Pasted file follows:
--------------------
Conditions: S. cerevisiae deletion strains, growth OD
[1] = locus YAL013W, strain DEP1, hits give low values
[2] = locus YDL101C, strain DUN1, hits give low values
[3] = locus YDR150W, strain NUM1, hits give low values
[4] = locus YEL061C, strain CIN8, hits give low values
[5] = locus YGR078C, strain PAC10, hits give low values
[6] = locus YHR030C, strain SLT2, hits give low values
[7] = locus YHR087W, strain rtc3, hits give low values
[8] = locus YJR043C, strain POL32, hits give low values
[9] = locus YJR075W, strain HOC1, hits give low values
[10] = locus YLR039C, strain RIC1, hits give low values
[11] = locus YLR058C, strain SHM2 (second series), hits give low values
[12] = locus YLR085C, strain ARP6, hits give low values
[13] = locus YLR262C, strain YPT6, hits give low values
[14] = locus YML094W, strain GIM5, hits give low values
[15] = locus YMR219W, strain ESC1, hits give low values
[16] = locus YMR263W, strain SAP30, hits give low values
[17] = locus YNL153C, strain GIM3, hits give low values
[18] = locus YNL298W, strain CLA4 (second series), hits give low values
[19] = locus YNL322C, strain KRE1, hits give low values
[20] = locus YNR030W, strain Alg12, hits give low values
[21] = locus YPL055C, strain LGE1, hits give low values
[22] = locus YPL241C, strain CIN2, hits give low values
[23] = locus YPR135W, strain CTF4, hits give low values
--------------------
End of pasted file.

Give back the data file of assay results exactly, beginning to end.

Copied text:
Conditions: S. cerevisiae deletion strains, growth OD
[1] = locus YAL013W, strain DEP1, hits give low values
[2] = locus YDL101C, strain DUN1, hits give low values
[3] = locus YDR150W, strain NUM1, hits give low values
[4] = locus YEL061C, strain CIN8, hits give low values
[5] = locus YGR078C, strain PAC10, hits give low values
[6] = locus YHR030C, strain SLT2, hits give low values
[7] = locus YHR087W, strain rtc3, hits give low values
[8] = locus YJR043C, strain POL32, hits give low values
[9] = locus YJR075W, strain HOC1, hits give low values
[10] = locus YLR039C, strain RIC1, hits give low values
[11] = locus YLR058C, strain SHM2 (second series), hits give low values
[12] = locus YLR085C, strain ARP6, hits give low values
[13] = locus YLR262C, strain YPT6, hits give low values
[14] = locus YML094W, strain GIM5, hits give low values
[15] = locus YMR219W, strain ESC1, hits give low values
[16] = locus YMR263W, strain SAP30, hits give low values
[17] = locus YNL153C, strain GIM3, hits give low values
[18] = locus YNL298W, strain CLA4 (second series), hits give low values
[19] = locus YNL322C, strain KRE1, hits give low values
[20] = locus YNR030W, strain Alg12, hits give low values
[21] = locus YPL055C, strain LGE1, hits give low values
[22] = locus YPL241C, strain CIN2, hits give low values
[23] = locus YPR135W, strain CTF4, hits give low values